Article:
“We left a lot of booby traps behind…”
From 18 to 20 December 1915, the Allies retreated from the Gallipoli peninsula. The evacuations were carried out quietly, overnight, so the Turkish troops would not suspect that their foes were leaving. Here, two veterans recall stealthily sneaking away in the dead of night, leaving booby traps behind. The first speaker is Sergeant Walter Cobb, a machine gunner with the Wellington Mounted Rifles. The second is Captain Ray Curtis of the machine gun section of the Canterbury Infantry Battalion.
"War is lunacy": The burial armistice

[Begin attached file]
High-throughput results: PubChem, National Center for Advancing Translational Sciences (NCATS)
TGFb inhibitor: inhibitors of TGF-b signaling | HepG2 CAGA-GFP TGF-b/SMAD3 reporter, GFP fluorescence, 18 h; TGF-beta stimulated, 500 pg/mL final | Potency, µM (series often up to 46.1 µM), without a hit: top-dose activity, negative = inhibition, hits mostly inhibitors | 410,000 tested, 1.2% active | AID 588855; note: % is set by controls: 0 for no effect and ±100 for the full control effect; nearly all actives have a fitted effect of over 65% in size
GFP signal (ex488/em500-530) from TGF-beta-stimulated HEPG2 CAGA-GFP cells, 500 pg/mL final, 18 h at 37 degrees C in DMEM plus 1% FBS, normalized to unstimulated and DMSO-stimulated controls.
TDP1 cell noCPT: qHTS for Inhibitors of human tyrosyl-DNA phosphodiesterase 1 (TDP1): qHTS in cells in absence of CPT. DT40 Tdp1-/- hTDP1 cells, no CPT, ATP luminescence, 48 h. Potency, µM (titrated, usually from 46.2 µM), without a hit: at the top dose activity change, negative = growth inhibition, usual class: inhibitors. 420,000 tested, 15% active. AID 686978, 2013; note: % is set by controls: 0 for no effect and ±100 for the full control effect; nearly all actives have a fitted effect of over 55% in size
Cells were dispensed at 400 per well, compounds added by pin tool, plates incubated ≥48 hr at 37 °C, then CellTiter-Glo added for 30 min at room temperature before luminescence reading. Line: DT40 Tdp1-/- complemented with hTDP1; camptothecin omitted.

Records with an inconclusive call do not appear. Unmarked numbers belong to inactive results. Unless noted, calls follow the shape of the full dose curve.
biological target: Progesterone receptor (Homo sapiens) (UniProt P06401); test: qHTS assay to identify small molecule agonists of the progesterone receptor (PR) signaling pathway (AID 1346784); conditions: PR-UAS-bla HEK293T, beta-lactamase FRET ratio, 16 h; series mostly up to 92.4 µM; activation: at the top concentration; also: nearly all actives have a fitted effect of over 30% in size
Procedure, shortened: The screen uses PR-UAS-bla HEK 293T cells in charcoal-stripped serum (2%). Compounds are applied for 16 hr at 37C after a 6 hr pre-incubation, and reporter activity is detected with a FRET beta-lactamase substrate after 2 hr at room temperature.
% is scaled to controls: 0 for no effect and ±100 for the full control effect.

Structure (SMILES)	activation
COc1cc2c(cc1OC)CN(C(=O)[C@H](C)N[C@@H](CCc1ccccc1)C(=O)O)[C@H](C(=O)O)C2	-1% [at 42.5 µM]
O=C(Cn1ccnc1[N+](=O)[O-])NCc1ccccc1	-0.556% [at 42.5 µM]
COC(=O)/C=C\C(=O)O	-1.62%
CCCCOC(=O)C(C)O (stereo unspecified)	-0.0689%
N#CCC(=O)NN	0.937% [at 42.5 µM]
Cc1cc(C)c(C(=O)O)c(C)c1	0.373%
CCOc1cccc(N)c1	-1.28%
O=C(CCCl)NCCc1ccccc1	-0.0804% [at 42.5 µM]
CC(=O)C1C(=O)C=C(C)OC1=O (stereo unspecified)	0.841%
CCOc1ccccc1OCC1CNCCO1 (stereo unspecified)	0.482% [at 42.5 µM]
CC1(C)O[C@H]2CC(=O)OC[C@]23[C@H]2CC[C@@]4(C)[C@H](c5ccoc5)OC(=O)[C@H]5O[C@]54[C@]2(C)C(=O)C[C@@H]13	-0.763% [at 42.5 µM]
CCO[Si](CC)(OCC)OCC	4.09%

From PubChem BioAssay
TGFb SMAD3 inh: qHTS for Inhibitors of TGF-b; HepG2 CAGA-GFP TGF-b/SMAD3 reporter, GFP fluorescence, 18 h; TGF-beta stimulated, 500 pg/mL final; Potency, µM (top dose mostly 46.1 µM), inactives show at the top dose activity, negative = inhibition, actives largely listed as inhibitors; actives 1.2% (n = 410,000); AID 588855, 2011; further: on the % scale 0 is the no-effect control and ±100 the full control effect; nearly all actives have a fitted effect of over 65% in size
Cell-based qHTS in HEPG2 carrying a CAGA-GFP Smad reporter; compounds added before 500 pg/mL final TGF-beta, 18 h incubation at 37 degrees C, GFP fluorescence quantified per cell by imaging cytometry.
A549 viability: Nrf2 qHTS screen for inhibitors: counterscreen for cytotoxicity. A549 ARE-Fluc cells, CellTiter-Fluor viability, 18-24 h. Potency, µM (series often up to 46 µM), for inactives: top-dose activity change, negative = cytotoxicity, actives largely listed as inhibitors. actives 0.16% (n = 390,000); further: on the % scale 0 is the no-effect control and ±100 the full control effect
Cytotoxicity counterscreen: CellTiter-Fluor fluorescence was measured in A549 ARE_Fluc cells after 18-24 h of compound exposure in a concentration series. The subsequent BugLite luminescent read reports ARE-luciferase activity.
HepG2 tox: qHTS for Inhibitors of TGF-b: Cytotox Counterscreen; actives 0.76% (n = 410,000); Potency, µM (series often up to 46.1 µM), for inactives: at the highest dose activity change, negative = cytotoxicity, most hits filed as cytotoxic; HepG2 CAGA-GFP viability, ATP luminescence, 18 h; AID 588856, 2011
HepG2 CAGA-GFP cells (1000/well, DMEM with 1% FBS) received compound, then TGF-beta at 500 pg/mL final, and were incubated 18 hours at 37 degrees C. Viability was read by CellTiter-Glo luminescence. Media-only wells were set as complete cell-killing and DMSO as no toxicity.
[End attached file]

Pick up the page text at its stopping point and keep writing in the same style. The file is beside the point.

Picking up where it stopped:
On 24 May 1915, both sides on Gallipoli agreed to a temporary armistice (ceasefire) to bury the dead, who were literally piling up between the trenches. This event was perhaps not as friendly as the famous Christmas Truce of 1914 in France, but nevertheless the men were thankful for a chance to bury the decomposing bodies. Here, three New Zealand veterans of Gallipoli, Walter Cobb, Mr Fraser and Mr Davidson, recall their experience of the armistice. Their accounts differ in their reporting of fraternisation (making friends) with the enemy Turks. This may be due to their different ranks (Cobb was a sergeant) or to the attitudes of their commanders.